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Mesas and wind gullies in Aeolis Mensae on Mars

Posted December 22, 2015

One of the most striking features of a global view of Mars is the dichotomy between the topographically diverse highlands in the southern hemisphere and the flat, expansive lowland plains of its northern counterpart. Many landscape features shaped by erosion can be observed in the transitional zone between the highlands and lowlands, which explains the particular geological interest in this region. The images presented here show mesas in Aeolis Mensae alongside formations carved by intense wind erosion as the terrain transitions gradually into the lowlands.

Plan view of Aeolis Mansae in true colour. Credit: ESA/DLR/FU Berlin

Plan view of Aeolis Mansae in true colour. Credit: ESA/DLR/FU Berlin

The image data was acquired by the High Resolution Camera System (HRSC), developed and operated by the German Aerospace Center (Deutsches Zentrum für Luft- und Raumfahrt; DLR) on board the European Mars Express spacecraft. The region is situated roughly 400 kilometres east of Gale Crater, where NASA’s Mars Science Laboratory touched down in 2012 carrying the rover Curiosity. The image resolution is approximately 15 metres per pixel.

Wind and water erode the landscape

Numerous fracture zones known as tectonic grabens cross the region. Expansion of the Martian crust produced a large number of freestanding mesas (sometimes called witness buttes), the plateaus of which indicate that the highlands of Mars once extended further to the north. A large expansion fracture extends diagonally through the image in the south of this scene, on the left-hand side of the image (north is on the right in these images). The large mesa in the centre of the image, which measures approximately 40 by 40 kilometres and rises some 2500 metres above the surrounding terrain, is a remnant of these expansion processes. Its top is at the same elevation as the adjacent Hesperia Planum highland region further to the south.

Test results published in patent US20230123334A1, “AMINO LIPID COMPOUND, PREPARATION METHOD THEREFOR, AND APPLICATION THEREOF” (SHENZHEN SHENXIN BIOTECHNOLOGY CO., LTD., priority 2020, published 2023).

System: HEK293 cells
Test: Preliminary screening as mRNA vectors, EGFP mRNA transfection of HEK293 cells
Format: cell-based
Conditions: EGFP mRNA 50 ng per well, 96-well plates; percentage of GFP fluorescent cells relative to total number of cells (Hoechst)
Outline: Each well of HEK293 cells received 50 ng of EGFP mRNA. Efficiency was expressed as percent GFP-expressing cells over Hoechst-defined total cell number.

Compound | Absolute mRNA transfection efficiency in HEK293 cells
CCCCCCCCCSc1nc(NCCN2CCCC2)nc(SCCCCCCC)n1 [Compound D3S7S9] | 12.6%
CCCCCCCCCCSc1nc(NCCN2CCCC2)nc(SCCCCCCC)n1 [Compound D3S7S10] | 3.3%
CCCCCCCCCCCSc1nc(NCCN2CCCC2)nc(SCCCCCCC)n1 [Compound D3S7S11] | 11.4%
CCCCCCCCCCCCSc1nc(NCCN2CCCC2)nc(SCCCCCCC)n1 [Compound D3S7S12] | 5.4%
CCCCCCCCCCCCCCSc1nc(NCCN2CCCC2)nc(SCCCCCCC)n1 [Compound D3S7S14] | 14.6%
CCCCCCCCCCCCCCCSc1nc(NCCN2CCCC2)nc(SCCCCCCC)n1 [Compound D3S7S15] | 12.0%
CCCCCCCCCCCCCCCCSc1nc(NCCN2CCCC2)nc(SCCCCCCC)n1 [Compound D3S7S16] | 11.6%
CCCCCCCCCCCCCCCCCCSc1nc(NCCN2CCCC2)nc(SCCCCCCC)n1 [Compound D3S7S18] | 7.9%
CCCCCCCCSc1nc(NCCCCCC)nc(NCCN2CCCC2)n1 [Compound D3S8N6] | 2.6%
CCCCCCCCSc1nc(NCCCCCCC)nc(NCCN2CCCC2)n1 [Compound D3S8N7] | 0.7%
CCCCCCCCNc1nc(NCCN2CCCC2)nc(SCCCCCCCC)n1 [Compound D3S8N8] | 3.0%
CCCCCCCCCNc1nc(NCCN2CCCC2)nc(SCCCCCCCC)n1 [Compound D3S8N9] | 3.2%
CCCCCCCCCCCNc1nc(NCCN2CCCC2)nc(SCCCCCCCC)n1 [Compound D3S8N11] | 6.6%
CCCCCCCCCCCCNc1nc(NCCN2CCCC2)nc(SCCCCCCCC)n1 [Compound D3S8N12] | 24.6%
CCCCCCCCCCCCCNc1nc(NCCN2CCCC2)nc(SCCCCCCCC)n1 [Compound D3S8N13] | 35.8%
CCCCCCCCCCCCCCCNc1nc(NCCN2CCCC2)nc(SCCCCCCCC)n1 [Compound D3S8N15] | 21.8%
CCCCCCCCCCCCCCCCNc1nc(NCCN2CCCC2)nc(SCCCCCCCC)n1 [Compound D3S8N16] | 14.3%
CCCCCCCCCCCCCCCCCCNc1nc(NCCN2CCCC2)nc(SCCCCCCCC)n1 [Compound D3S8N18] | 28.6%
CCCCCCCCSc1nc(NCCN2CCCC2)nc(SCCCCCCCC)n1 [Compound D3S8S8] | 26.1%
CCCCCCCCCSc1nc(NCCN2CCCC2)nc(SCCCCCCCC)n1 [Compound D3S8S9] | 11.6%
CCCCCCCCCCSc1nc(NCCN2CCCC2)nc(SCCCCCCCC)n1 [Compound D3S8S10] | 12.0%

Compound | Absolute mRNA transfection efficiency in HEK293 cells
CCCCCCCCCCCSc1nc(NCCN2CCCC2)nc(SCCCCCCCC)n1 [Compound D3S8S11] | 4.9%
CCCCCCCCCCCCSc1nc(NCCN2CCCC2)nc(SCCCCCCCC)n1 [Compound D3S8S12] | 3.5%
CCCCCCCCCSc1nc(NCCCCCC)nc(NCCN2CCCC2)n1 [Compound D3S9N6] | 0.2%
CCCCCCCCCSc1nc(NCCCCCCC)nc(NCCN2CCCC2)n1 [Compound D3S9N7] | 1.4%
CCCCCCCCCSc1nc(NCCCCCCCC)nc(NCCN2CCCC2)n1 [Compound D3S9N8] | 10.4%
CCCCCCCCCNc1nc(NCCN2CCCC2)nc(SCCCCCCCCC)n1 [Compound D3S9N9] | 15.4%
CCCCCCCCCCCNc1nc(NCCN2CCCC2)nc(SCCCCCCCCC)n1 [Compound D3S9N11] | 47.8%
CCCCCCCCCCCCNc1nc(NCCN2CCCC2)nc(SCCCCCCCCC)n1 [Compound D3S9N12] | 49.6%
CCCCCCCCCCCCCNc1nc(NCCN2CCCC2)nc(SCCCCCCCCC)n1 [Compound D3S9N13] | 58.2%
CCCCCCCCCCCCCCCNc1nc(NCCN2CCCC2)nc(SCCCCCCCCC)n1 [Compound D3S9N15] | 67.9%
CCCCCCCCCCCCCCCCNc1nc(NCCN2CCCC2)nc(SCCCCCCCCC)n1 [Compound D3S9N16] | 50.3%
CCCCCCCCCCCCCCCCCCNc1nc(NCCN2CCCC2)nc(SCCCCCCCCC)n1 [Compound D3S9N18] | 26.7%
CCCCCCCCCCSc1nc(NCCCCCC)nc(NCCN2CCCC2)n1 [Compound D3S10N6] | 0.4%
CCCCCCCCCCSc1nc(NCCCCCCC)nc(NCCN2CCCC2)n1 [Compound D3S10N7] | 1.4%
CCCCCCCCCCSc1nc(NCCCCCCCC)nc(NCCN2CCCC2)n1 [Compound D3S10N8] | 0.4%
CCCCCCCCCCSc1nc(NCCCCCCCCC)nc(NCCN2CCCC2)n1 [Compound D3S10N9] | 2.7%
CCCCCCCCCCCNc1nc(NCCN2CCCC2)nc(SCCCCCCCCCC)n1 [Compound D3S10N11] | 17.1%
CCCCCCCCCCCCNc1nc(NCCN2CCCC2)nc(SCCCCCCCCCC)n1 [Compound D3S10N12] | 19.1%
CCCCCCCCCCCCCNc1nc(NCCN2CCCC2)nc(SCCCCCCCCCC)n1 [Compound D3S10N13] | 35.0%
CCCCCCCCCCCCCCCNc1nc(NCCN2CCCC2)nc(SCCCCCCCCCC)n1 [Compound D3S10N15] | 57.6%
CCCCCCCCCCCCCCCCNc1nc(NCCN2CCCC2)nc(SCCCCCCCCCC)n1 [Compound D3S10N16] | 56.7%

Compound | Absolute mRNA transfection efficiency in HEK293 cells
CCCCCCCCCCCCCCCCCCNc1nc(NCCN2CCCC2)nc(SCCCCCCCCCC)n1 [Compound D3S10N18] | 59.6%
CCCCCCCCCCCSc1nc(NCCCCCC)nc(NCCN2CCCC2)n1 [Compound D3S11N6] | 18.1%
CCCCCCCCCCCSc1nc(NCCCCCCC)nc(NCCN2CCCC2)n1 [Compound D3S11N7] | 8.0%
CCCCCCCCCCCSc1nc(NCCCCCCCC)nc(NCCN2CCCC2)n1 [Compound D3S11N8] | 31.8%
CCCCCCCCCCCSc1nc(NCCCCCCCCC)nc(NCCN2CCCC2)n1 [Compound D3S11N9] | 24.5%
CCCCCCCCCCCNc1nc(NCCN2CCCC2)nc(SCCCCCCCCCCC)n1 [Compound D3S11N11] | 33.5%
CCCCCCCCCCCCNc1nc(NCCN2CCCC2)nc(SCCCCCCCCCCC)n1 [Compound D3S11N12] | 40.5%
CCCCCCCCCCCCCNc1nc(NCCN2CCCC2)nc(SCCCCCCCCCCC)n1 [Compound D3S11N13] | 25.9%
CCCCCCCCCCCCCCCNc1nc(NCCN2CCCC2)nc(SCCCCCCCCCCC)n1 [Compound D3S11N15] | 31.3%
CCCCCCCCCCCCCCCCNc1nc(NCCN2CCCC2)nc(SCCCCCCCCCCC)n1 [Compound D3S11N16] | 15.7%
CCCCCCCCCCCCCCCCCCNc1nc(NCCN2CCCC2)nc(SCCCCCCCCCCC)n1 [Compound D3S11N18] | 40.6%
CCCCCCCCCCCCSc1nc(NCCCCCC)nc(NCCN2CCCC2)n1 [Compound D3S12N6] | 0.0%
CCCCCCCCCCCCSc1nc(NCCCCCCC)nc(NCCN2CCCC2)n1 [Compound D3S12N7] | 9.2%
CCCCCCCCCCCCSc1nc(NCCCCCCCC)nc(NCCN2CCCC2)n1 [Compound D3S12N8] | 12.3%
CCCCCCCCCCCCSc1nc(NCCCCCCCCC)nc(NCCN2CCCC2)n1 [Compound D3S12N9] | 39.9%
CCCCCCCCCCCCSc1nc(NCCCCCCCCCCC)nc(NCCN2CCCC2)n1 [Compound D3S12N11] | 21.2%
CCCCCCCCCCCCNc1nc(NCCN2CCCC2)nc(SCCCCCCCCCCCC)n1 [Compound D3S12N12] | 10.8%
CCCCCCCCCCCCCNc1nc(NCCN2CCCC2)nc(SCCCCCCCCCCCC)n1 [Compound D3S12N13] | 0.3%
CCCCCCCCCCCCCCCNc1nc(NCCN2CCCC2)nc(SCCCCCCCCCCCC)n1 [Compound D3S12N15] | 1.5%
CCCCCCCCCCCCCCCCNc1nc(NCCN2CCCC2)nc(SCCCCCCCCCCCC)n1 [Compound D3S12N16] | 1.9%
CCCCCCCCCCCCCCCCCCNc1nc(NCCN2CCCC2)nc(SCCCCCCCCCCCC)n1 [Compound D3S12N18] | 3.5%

Wind, and possibly also water and ice, have eroded the landslides and weathered the rock over millions of years, so the mesas become smaller and will disappear in the distant future. In the north, in the right-hand section of images 1, 3 and 4 it becomes apparent that wind is the ‘shaping force’ on Mars; the landscape there shows a characteristic pattern of small ribs, referred to as yardangs. These are produced when the wind blows from a prevailing direction over a long period of time, carrying sand and particles of dust that scour ‘wind gullies’ into the rocky surface. The word yardang is taken from the Uyghur language, which describes steep walls of sand and wind gullies in the desert around Lop Nor.

Most of the yardangs run in a southeasterly to northwesterly direction, which is indicative of the prevailing winds in this region. A small, steep-sided rib in the terrain, extending for around 7.5 kilometres perpendicular to the main direction of the yardangs, is an eye-catching feature of this area. Quite evidently, the rib is made of harder and far more resistant rock that allows it to withstand the erosive power of the wind. It is possible that a minor expansion fracture formed transversely to the principal tectonic orientation and was then filled with molten volcanic rock that became harder than the surrounding material after solidification.

At Christmas, Mars Express will have spent 13 years in orbit

In just a few days, Mars Express will celebrate the thirteenth anniversary of its arrival at Mars. When the ESA spacecraft entered orbit around the Red Planet on Christmas Day 2002, its mission was designed to last just two Earth years (or one Martian year). But the extensive scientific yield prompted its extension on multiple occasions, most recently to the end of 2018. ESA’s first planetary mission is therefore also the longest to date. HRSC has mapped approximately 90 percent of Mars’ surface – equivalent to 150 million square kilometres, or approximately the area of all Earth’s continents combined – with high-resolution stereo images and in colour. Image data representing around two thirds of the surface have already been rendered to produce a digital terrain model with a precision of 40 metres per pixel or better. The objective of this camera experiment is to compute a digital terrain model covering the entire surface of Mars.

Source: DLR

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